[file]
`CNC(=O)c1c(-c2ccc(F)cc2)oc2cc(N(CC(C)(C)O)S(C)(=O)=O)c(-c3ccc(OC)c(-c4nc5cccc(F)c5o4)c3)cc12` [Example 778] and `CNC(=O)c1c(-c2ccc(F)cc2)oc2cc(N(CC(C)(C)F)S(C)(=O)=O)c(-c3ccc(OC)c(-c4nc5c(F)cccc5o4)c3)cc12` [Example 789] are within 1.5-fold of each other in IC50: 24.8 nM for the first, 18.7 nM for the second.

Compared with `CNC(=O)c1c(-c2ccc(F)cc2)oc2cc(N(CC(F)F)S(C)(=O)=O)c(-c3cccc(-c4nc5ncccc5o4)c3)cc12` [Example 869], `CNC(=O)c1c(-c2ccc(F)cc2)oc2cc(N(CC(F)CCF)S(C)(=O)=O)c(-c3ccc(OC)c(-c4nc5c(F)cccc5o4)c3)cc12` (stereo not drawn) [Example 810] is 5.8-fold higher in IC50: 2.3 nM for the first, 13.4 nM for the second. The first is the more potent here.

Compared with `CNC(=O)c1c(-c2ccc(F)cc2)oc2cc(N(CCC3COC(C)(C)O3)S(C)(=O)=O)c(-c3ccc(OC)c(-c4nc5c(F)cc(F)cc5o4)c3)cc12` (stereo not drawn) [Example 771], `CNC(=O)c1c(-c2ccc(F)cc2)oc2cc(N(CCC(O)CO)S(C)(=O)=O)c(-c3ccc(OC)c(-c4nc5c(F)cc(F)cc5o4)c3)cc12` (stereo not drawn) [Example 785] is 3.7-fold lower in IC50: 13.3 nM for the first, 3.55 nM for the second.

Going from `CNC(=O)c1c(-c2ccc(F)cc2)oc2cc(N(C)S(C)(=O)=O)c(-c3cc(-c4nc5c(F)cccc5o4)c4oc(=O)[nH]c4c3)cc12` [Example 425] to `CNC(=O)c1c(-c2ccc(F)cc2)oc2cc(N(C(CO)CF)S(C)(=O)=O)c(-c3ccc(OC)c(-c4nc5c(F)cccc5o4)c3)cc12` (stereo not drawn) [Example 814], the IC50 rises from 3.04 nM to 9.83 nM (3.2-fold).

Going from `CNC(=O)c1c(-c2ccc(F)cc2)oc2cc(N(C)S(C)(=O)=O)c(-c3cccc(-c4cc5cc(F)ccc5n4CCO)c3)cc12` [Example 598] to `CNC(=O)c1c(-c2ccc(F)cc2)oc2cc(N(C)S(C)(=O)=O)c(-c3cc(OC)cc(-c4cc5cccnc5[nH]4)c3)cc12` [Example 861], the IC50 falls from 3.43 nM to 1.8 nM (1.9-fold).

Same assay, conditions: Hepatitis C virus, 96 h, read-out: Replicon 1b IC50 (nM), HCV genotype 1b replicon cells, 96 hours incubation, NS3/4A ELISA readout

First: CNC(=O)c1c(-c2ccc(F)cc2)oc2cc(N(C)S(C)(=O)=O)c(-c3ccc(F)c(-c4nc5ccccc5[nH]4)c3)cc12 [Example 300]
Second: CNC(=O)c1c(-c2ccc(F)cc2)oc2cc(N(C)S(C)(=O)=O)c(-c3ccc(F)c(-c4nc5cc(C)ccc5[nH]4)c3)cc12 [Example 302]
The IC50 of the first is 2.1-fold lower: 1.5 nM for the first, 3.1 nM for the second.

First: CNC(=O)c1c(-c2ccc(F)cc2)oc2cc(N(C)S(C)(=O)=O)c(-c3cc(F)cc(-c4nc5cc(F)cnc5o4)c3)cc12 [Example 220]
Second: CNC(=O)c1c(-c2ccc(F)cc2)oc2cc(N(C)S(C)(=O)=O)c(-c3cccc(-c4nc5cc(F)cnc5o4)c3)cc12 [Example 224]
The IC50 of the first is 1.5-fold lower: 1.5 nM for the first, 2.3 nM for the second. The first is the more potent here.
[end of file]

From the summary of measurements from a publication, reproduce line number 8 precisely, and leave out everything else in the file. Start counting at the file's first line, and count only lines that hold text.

Second: CNC(=O)c1c(-c2ccc(F)cc2)oc2cc(N(C)S(C)(=O)=O)c(-c3ccc(F)c(-c4nc5cc(C)ccc5[nH]4)c3)cc12 [Example 302]